Binho Nova Multi-Protocol USB Host Adapter

Added to your shopping cart

The Binho Nova Multi-Protocol USB Host Adapter allows one to interface their computer directly to hardware circuits. This device is powered by the USB connection to the host PC and is also able to provide downstream power to test circuits.

The Binho Nova Multi-Protocol USB Host Adapter features 5 signal pins, one x 3v3 pin, one x VUSB pin, and three x GND pins on its 10pin wire harness. The wire harness terminates with a female 1.27mm 2x5 IDC connector. In IO Mode, the five signal pins can be used for varying functions such as Digital Input, Digital Output, PWM Output, Digital Interrupt (on rising edge, falling edge, or change), Analog Input, or Analog Output.

Additionally, the host adapter is able to utilize these pins to communicate on several digital buses: I2C, SPI, UART, (Dallas) 1-Wire, and (Atmel) Single-Wire Interface. While in these modes of operation, remaining available pins can be assigned to other related or unrelated purposes such as gpio, interrupts, chip selects, PWM signals, or analog input or outputs.

The Binho Nova Multi-Protocol USB Host Adapter is ideal for manual testing during firmware development and debugging as well as a perfect way to automate hardware testing and validation. A common use-case of this product in production environments is for EEPROM/Flash Memory programming along with functional testing activities.

  • Binho Nova: Multi-Protocol USB Host Adapter
  • Breadboard Breakout Adapter
  • USB Type C to Type A (male-male) Cable- 1 ft.
  • Soft Shell Zippered Case with Interior Mesh Pocket for Accessories
  • Support for SPI @ 12MHz max clock
  • Support for I2C @ 3.4MHz max clock
  • Support for UART @ 1000000 max baud
  • Support for Dallas 1-Wire
  • Support for Atmel Single-Wire Interface
  • Provides 3v3 and V​USB​ power rails
  • 1 x DAC Output, 5 x ADC Inputs
  • GPIO / Interrupt / PWM Support
  • Programmable RGB Status LED
  • Field-Upgradeable Device Firmware
  • Cross-platform Support for Windows,Mac, Linux
  • Robust, low-profile AluminumEnclosure
  • USB Type-C Connector

Binho Nova Multi-Protocol USB Host Adapter Product Help and Resources

Core Skill: Programming

If a board needs code or communicates somehow, you're going to need to know how to program or interface with it. The programming skill is all about communication and code.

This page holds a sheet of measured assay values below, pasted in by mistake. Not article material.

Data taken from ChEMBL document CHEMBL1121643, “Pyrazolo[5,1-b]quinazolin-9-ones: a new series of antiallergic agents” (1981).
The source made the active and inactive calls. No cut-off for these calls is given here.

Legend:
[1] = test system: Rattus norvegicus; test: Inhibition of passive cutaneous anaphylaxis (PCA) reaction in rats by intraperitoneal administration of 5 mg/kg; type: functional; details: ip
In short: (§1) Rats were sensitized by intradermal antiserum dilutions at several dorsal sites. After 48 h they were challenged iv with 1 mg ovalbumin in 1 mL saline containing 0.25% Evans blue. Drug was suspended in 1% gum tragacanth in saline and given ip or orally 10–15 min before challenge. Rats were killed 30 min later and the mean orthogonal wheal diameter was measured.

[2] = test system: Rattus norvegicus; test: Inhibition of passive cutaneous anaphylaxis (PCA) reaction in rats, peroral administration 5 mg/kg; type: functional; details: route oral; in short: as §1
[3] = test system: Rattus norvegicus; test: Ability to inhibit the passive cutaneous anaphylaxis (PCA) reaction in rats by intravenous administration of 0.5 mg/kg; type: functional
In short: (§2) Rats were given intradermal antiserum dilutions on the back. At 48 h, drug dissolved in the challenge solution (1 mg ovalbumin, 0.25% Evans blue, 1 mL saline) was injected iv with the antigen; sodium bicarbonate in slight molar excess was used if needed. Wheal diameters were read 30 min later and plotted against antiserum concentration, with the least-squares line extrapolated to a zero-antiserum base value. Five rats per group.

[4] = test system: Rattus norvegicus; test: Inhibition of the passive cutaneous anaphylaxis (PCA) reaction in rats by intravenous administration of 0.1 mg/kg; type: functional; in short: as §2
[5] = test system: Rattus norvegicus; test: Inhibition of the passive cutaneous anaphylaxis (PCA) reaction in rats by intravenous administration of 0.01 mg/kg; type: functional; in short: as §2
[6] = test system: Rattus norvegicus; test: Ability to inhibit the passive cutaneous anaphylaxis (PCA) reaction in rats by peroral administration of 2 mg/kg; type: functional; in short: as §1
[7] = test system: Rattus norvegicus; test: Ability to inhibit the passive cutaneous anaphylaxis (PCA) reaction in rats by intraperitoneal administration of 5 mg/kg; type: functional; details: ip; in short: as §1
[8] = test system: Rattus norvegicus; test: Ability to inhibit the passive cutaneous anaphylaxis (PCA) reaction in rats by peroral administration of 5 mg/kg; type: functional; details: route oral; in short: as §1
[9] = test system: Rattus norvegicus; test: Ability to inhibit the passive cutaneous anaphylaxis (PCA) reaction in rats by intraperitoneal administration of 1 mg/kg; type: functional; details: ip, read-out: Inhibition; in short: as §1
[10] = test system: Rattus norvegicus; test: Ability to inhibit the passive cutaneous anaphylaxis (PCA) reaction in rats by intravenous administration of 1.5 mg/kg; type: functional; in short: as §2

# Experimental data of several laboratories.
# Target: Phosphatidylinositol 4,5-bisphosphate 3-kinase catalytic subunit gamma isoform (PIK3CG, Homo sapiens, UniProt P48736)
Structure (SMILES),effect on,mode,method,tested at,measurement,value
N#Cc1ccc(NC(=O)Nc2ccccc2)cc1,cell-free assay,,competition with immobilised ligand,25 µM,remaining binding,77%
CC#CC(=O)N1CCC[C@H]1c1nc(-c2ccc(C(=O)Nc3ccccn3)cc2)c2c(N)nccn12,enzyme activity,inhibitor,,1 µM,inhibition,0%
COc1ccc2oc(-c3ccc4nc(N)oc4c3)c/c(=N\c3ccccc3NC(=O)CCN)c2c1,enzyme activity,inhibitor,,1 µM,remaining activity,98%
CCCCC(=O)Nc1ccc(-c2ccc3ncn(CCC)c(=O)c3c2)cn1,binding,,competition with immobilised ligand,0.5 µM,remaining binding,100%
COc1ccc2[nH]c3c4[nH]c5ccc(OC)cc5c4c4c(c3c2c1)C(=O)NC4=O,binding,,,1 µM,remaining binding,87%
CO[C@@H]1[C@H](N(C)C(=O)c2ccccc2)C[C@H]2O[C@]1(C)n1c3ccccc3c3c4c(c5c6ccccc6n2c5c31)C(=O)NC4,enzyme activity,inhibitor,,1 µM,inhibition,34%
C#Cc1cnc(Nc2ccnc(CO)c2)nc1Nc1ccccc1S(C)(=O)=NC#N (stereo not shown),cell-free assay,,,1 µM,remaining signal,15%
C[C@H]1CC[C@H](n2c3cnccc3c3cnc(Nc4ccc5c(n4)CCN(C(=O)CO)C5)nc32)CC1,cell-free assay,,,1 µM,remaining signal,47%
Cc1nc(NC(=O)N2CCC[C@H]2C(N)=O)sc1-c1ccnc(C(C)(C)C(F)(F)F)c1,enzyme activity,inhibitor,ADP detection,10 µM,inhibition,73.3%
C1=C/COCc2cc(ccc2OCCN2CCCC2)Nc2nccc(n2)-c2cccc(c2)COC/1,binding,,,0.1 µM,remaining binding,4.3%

3 Programming

Skill Level: Competent - The toolchain for programming is a bit more complex and will examples may not be explicitly provided for you. You will be required to have a fundamental knowledge of programming and be required to provide your own code. You may need to modify existing libraries or code to work with your specific hardware. Sensor and hardware interfaces will be SPI or I2C.
See all skill levels

Core Skill: Electrical Prototyping

If it requires power, you need to know how much, what all the pins do, and how to hook it up. You may need to reference datasheets, schematics, and know the ins and outs of electronics.

2 Electrical Prototyping

Skill Level: Rookie - You may be required to know a bit more about the component, such as orientation, or how to hook it up, in addition to power requirements. You will need to understand polarized components.
See all skill levels


Looking for answers to technical questions?

We welcome your comments and suggestions below. However, if you are looking for solutions to technical questions please see our Technical Assistance page.

  • Zbig / about 4 years ago / 1

    So, something in between a more polished Bus Pirate spiritual successor and an Analog Discovery, right? A "Bus Pirate Pro" / "Analog Discovery Light", if you will. Not that I think there's anything wrong with that.

Customer Reviews

3 out of 5

Based on 1 ratings:

Currently viewing all customer reviews.

It works.

Linux graphical UI is convenient when works, but it continuously loads one core for 100% and sometimes hangs.

Shell interface (via virtual COM terminal) works... strange. Sometimes I have to guess specific command syntax, looks like the documentation is not precise.

Will test more, but I expected it to work perfectly out-of-the-box.

Non-5V-tolerant ports is a strange thing for $150 tester, though it is explicitly advertised, so no problem.

Thank you very much for your review, Igor.

If you are still needing assistance using the product the folks over at Binho will be more than happy to offer guidance: